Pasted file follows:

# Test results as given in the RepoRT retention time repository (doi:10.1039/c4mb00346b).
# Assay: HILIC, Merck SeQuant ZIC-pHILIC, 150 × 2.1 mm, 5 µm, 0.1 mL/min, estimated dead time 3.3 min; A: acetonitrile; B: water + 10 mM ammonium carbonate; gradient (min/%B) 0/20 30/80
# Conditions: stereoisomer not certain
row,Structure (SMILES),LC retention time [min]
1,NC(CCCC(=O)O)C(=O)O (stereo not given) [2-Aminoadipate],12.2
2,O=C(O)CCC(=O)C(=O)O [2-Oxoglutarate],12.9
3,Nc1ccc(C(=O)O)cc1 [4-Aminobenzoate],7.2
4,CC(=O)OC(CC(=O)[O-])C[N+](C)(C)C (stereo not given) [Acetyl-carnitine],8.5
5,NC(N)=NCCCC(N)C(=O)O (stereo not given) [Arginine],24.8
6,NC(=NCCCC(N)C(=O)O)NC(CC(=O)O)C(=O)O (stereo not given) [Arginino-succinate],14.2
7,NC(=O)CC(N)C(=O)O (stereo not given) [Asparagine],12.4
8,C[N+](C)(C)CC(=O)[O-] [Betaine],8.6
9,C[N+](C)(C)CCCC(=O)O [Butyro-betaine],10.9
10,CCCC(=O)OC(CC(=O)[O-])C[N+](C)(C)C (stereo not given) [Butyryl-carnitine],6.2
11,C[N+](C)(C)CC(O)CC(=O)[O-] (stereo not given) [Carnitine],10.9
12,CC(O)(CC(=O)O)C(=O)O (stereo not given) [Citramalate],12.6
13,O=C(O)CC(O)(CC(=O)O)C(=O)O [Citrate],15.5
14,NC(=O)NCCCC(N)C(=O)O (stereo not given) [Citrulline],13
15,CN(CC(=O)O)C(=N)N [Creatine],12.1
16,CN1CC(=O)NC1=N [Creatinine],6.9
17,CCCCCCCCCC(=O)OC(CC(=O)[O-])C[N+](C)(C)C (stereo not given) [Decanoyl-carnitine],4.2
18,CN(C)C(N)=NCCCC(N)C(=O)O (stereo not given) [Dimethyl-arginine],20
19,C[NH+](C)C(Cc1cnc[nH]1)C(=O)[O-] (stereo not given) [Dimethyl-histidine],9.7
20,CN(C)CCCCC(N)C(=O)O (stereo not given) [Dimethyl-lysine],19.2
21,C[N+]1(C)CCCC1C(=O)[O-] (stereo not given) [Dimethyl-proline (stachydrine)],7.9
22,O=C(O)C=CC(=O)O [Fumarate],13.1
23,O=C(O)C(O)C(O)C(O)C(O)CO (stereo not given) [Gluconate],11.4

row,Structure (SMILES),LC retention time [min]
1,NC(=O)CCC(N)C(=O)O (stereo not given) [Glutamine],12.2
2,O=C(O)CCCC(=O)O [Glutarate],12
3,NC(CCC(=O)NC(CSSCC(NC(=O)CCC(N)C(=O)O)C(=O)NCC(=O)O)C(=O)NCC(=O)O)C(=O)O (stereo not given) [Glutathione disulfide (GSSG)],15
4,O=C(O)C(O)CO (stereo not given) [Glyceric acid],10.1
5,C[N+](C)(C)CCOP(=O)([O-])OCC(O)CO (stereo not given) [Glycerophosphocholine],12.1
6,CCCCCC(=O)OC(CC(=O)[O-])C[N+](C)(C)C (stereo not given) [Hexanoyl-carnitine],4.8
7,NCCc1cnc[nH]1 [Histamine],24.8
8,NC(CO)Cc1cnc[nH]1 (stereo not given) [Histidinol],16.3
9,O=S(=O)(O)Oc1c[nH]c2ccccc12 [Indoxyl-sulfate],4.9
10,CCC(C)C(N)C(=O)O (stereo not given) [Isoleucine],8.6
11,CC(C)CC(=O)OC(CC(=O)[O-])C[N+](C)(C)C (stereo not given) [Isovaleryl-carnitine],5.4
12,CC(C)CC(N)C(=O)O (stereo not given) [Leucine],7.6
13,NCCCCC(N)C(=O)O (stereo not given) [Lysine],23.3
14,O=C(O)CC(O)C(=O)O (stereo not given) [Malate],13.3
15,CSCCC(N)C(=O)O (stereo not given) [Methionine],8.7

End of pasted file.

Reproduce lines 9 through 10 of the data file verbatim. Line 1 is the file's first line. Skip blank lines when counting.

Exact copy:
5,NC(N)=NCCCC(N)C(=O)O (stereo not given) [Arginine],24.8
6,NC(=NCCCC(N)C(=O)O)NC(CC(=O)O)C(=O)O (stereo not given) [Arginino-succinate],14.2